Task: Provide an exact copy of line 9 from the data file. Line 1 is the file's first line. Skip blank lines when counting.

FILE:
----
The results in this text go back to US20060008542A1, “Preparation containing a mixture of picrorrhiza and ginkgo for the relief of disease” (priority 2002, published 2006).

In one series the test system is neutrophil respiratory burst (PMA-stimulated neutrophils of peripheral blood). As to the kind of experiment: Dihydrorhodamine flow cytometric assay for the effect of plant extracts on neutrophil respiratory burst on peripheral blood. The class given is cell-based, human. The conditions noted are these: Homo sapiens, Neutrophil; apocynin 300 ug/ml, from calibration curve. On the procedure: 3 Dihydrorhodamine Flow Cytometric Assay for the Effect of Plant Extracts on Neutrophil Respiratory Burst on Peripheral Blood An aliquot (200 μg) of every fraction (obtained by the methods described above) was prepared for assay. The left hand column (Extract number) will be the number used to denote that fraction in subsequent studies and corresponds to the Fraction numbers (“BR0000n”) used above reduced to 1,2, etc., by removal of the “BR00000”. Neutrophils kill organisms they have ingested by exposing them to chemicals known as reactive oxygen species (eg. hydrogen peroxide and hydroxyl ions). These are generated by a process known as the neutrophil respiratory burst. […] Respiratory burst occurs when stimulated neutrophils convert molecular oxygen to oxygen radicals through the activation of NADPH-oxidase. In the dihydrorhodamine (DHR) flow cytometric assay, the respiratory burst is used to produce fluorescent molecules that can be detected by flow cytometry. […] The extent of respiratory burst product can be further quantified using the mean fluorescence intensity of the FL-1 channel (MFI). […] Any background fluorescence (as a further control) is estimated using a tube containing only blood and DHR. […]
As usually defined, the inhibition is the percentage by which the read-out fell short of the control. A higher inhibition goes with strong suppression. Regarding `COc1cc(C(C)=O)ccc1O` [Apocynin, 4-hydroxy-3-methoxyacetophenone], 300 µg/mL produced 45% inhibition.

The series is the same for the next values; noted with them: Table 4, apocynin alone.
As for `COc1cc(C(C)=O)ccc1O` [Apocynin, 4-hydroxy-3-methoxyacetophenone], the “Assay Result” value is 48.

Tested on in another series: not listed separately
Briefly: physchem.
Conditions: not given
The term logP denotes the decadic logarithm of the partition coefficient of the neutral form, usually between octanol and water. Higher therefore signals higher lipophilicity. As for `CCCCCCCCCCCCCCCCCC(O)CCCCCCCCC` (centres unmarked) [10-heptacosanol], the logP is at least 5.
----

The term logP denotes the decadic logarithm of the partition coefficient of the neutral form, usually between octanol and water. Higher therefore signals higher lipophilicity. As for `CCCCCCCCCCCCCCCCCC(O)CCCCCCCCC` (centres unmarked) [10-heptacosanol], the logP is at least 5.